(2) Description of the Related Art

A screw having a drive recess, which consists of a screw head with the drive recess and a screw shank with threads, is used in every field as a fastening part for assembling a product, attaching parts to a workpiece and so on.

FIG. 1 is a cutaway view showing a shape of a drive recess 110 of a conventional screw 101 having a drive recess (a screw having a drive recess is hereinafter simply called the “screw”).

The drive recess 110, which is substantially in cross shape as seen in plan view, is formed on top of a screw head 102 of the screw 101. A drive head of a driver bit is to be inserted into the driver recess 110 in such a manner that an engaging blade, which is formed on the drive head of the driver bit, is engaged with an engaging groove 111. As the driver bit is inserted and driven rotatively, the screw 101 is fastened to a workpiece.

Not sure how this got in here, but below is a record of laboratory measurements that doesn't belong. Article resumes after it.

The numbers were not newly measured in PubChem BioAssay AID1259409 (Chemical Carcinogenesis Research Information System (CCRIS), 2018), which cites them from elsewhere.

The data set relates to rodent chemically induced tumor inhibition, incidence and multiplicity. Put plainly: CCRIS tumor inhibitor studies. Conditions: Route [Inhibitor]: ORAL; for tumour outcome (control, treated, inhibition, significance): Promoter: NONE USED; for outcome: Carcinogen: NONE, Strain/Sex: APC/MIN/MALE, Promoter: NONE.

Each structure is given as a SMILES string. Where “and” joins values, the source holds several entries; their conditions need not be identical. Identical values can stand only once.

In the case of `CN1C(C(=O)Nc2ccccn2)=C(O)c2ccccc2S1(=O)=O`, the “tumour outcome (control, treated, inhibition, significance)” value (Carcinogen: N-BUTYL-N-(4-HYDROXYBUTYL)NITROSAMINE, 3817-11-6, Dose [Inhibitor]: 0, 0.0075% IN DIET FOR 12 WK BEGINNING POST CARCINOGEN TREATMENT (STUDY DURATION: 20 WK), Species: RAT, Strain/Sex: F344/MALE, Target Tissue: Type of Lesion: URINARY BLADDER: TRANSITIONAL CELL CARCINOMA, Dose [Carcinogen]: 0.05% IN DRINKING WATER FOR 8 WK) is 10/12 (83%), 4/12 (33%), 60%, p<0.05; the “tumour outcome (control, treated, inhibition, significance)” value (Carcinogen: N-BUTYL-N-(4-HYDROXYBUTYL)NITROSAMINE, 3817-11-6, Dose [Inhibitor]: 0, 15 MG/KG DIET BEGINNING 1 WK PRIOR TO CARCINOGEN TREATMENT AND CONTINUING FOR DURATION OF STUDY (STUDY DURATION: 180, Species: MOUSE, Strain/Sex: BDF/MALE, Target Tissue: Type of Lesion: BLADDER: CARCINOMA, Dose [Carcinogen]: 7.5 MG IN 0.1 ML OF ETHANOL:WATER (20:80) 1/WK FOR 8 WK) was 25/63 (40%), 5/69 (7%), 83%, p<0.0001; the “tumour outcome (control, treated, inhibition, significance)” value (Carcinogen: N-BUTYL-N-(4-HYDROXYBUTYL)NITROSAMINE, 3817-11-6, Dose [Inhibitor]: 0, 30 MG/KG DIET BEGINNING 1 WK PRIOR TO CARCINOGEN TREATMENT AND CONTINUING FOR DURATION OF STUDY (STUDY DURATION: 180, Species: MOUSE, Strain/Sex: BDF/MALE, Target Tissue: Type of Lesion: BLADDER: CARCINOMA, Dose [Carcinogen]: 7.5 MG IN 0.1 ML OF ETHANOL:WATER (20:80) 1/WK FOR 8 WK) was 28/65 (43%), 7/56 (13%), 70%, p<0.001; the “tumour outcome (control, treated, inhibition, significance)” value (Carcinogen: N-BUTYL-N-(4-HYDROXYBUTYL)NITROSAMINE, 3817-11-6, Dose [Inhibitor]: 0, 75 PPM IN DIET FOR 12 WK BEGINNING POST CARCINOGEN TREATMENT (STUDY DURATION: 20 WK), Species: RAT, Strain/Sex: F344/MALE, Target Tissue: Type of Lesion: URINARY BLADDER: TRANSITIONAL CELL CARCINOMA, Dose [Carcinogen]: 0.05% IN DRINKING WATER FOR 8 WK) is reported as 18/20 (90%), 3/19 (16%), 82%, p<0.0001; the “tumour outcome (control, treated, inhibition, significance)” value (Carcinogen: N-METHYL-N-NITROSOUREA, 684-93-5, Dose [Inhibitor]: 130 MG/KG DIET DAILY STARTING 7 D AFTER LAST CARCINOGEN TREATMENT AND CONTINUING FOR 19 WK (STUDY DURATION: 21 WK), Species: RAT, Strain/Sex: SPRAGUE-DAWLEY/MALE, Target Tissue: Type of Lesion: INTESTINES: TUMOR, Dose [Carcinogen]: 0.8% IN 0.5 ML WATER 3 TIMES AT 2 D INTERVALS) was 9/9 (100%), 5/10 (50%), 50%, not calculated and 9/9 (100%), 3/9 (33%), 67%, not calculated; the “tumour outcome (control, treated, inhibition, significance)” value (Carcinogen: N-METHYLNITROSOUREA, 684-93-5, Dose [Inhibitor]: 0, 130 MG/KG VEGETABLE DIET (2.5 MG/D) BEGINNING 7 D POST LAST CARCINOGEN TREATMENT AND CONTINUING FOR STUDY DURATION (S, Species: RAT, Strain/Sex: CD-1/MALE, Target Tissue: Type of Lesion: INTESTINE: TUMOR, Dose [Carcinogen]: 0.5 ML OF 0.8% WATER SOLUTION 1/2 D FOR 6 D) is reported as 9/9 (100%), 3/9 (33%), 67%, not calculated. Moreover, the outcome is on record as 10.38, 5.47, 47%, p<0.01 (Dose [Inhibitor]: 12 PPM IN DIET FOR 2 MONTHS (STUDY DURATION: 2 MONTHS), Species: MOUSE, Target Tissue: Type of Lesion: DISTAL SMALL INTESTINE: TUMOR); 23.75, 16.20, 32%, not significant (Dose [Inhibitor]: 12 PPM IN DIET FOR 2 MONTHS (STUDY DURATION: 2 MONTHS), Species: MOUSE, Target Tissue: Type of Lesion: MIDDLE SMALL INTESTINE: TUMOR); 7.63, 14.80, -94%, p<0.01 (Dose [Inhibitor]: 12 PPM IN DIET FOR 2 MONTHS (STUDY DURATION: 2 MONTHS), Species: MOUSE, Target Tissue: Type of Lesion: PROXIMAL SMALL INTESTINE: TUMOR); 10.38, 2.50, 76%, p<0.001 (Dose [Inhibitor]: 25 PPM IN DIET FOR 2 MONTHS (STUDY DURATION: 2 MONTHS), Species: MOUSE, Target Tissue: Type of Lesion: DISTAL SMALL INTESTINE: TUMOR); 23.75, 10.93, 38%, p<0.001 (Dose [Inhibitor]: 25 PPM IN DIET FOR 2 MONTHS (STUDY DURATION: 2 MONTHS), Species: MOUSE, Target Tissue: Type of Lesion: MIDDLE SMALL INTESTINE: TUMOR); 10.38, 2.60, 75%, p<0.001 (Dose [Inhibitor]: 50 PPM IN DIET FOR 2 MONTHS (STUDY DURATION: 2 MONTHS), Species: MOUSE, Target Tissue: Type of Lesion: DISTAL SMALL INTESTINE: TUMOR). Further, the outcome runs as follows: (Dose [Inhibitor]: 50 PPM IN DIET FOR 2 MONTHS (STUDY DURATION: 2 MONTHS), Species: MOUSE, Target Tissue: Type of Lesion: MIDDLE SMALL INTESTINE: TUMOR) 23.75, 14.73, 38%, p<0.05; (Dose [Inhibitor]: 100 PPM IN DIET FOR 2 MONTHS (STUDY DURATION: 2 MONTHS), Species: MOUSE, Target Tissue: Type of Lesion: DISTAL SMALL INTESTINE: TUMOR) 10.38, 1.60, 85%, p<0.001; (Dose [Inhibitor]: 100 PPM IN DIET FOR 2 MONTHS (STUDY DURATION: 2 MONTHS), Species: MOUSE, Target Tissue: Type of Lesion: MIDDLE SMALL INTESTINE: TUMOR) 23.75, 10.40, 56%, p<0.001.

Recently, with the miniaturization of workpieces and products, screws used therefor are becoming comparatively smaller.

If a screw becomes smaller, the drive recess 110 thereof correspondingly becomes smaller. It results that the engaging groove 111 of the driving recess 110 also becomes smaller, and it sometimes happens that the engaging groove 111 can not withstand strong driving force and therefore stripped off, and it becomes impossible to fasten the screw 101 tight.

To solve such a problem, for instance, the engaging portion may be made larger as much as possible by deepening the drive recess 110. However, when the drive recess is deepened, the bottom of the drive recess 110 gets into the screw shank, and the portion around the junction of the screw head and the screw shank (called a neck portion) becomes thinner. As a result, the mechanical strength around the neck portion is deteriorated and the screw head might come off, which is called “head come-off” phenomenon.

SUMMARY OF THE INVENTION